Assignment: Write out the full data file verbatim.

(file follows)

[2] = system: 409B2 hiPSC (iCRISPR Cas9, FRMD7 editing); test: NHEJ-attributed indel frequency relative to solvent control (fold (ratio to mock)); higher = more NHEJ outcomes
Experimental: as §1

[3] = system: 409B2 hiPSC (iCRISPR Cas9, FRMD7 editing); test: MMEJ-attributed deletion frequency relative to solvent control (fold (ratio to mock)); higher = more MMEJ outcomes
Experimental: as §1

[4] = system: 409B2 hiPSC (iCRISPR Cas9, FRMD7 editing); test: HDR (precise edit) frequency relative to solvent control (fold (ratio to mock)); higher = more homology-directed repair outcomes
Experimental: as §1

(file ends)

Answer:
[2] = system: 409B2 hiPSC (iCRISPR Cas9, FRMD7 editing); test: NHEJ-attributed indel frequency relative to solvent control (fold (ratio to mock)); higher = more NHEJ outcomes
Experimental: as §1

[3] = system: 409B2 hiPSC (iCRISPR Cas9, FRMD7 editing); test: MMEJ-attributed deletion frequency relative to solvent control (fold (ratio to mock)); higher = more MMEJ outcomes
Experimental: as §1

[4] = system: 409B2 hiPSC (iCRISPR Cas9, FRMD7 editing); test: HDR (precise edit) frequency relative to solvent control (fold (ratio to mock)); higher = more homology-directed repair outcomes
Experimental: as §1